25-OH Vitamin D2. Lab results were entered into a database and chart for data
analysis. PTH, Albumin and Ca levels were analyzed with the same blood sample
in addition to 25(OH) D levels. PTH is a more sensitive surrogate for mild
Vitamin D deficiency and is typically was analyzed in conjunction with Vitamin
D. Analysis and report data are based on the following values: Deficient (< 35 nmol/L), Adequate (? 50 nmol/L), Optimal (? 75 nmol/L). Normal reference ranges were adopted for calcium (2.1-2.6 mmol/L), albumin (35–47 g/L for those < 48 months and 33–39 g/L for those ? 48 months), and PTH (7–50 ng/L). Blood work drawn was analyzed and any discrepancy in findings, such as vitamin D deficiency, was reported to the patient so that they will referrer for treatment by their pediatrician.   Statistical Analysis:   Analysis included descriptive statistics (frequencies, means ± Standard Deviations (SD)), Chi-square analysis, and t-tests. Unadjusted odds ratios (OR) and 95% confidence intervals (CI) were also calculated. Multiple regression analysis was performed for mean 25(OH)D including independent variables significantly associated with vitamin D levels on bivariate analysis or known to influence vitamin D status. Logistic regression for S-ECC including variables associated at the bivariate level was also performed. In both models, some variables were excluded when there was evidence of multi-colinearity. A p value ? 0.05 was significant. All analyses will be done by using SPSS 20 software at p ? 0.05.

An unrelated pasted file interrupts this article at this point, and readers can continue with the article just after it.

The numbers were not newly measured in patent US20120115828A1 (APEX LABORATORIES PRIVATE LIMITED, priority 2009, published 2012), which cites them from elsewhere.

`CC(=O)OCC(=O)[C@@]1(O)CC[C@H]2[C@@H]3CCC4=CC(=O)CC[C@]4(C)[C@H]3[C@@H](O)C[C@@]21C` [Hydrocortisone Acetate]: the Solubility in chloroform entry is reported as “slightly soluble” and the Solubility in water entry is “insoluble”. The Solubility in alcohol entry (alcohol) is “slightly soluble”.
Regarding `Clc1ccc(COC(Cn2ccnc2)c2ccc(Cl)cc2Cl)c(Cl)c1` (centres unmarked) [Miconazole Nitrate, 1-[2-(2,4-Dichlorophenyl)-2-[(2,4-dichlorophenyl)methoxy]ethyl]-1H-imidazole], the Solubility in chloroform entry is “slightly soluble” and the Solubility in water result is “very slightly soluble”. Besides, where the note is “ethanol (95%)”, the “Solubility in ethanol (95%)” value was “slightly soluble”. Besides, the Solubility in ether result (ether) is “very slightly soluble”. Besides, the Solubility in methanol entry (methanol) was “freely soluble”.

Early childhood caries
(ECC) is defined as the presence of 1 or more decayed (non-cavitated or cavitated
lesions), missing due to caries, or filled tooth surfaces in any primary tooth
in a child 71 months of age or younger (Drury et al., 1999). The consequences of
unmanaged ECC and premature tooth loss includes pain and infection, impaired
speech, and may result in poor weight and height growth (Ayhan et al., 1996
and Low et al., 1999). Due to the rising amount of children
presenting with ECC (Tinanoff and Reisine, 2009), preventing the initiation and
progression of dental decay is important to the oral health and overall health
of children. Many causative factors exist to play a role in the development of
dental decay, including bacteria, diet, oral hygiene, medical conditions and
lack of important vitamins and minerals, such as vitamin D.

Vitamin D is a steroid
hormone essential for bone growth and remodeling, as well as Tooth development,
especially the early stages of morphogenesis, differentiation and enamel and
pulp development (Glijer et al., 1985). The major physiologic
function of vitamin D is to maintain serum calcium and phosphorus levels;
without vitamin D, intestinal absorption of dietary calcium and phosphorus is
significantly decreased (Holick, 2007). When serum calcium
(Ca++) levels are decreased, parathyroid hormone (PTH) levels
increase, in turn, increasing tubular resorption of Ca++ and
enhancing the action of osteoclasts to mobilize Ca stores from the bone.

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In addition, PTH